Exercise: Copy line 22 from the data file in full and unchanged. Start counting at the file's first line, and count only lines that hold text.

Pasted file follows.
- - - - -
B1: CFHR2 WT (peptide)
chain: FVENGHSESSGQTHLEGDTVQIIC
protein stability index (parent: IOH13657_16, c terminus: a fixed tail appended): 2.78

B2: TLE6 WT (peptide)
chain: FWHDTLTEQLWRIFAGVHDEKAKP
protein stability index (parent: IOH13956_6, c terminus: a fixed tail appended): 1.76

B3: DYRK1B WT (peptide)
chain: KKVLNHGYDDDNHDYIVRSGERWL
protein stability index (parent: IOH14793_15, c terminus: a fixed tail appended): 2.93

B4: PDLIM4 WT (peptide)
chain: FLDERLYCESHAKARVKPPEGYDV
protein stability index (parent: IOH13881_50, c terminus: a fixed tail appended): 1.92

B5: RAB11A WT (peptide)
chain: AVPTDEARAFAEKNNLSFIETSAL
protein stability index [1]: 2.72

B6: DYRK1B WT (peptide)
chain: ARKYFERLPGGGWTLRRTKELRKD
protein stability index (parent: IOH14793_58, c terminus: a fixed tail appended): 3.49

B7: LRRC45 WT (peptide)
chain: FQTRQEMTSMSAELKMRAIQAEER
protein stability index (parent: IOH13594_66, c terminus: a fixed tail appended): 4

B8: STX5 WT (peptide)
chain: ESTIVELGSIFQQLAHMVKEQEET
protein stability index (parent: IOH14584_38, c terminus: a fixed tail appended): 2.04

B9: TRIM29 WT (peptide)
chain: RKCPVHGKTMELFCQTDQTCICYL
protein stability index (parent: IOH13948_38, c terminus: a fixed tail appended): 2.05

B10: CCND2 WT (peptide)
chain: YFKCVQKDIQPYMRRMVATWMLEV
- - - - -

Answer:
B8: STX5 WT (peptide)